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07 Mar


Helping Seattle Parks and Recreation Explore Water Reuse

March 7, 2020 | By |

Seattle Parks and Recreation (SPR) recently engaged Kennedy Jenks and Nakano Associates to assist them in exploring opportunities for water reuse in their facilities. Our team assessed the effectiveness of SPR’s existing water reuse and conservation systems, evaluated other reuse and conservation systems that SPR could implement, and determined a high-level implementation plan for the reuse and conservation systems examined to decrease long-term operations and maintenance costs.

We sat down with Paula Gilmour, Nakano Associates landscape architect, and asked questions about water reuse and the SPR Water Reuse Study.

Why is Seattle Parks and Recreation (SPR) exploring water reuse?

Seattle Parks and Recreation (SPR) has seen their cost for potable water rise in recent years. The combination of rising water prices, longer and hotter summers, and the booming population of Seattle in the last ten years has meant that not only does water cost more, but SPR needs more of it. Sustainability and community benefit are also important to SPR’s mission and while they are harder to measure (and thus outside the scope of our study), it is commonly believed that water reuse will also work toward those goals, it’s a win-win.

Seattle Parks and Recreation Water Reuse Study Volunteer Park Wading Pool photo by Joe Mabel 2007

What exactly is water reuse?

The recycling slogan “reduce, reuse, recycle” applies to water as well. Conserving water, such as installing high efficiency fixtures or recirculating fountains reduces use. Reusing water refers to capturing greywater or stormwater or harvesting rainwater, treating it, and using it for non-potable applications such as irrigation or flushing toilets. Recycling water goes a step farther, thoroughly treating blackwater so it can be used for non-potable applications. All of these approaches are potential ways for organizations like SPR to reduce their water costs and contribute to regional sustainability. Our study took a broad approach of water reuse and looked at aspects of all these categories from recirculating water features to blackwater recycling.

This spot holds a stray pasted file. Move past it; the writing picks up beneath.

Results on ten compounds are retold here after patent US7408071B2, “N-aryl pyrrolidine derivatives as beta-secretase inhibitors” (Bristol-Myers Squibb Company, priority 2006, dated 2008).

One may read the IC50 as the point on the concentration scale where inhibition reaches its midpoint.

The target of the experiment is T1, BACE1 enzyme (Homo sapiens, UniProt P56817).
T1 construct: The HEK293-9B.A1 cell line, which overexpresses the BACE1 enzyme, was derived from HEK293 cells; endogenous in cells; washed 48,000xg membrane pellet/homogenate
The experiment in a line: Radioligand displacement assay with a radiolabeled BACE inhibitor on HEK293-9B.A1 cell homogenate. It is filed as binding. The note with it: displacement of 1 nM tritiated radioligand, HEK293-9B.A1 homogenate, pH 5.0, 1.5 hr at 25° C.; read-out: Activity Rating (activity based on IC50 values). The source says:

Seattle Parks and Recreation’s existing water reuse system at Carkeek Park Environmental Learning Center

So what were the team’s recommendations to SPR?

After months of research and analysis, our team delivered a detailed plan, a Water Reuse Tool, and eight summary recommendations. The recommendations focus on ways SPR can optimize their existing facilities as well as how to reduce their biggest water uses through implementing new water reuse systems. In addition to technical solutions, the recommendations highlight the advantage of developing partnerships, outreach and communications to bring in and leverage grant funding that will help these systems get built.

What does landscape architecture have to do with water reuse?

Landscape architects design many outdoor public places and amenities that use water such as fountains, spray parks and irrigated plantings that can be designed with reused water systems. For reused water destined for irrigation, knowledge of irrigation systems as well as plant needs and tolerances is important for designing effective water reuse systems. How people and animals will interact with reused water is another important consideration.

Seattle Parks and Recreation’s existing water reuse system at Northgate Library and Community Center

What are the most important things to know when designing water reuse systems?

There are many sources of water that can be reused in parks and recreation facilities as well as several approved applications of the reused water. Understanding the opportunities and limitations of the different types of water available, water needs, and available technology to treat, store, and convey water for those uses are all important components of designing effective water reuse systems. It is especially important to know how to collaborate with park planners, operations people, engineers, asset managers and others to discover synergies or red flags in different options.

Why do you find this work important?

Water reuse and conservation will only become more important as our region grows and climate change intensifies. SPR implementing water reuse systems has the potential to conserve water and save taxpayer dollars while bringing us all more opportunities to play in water and outside.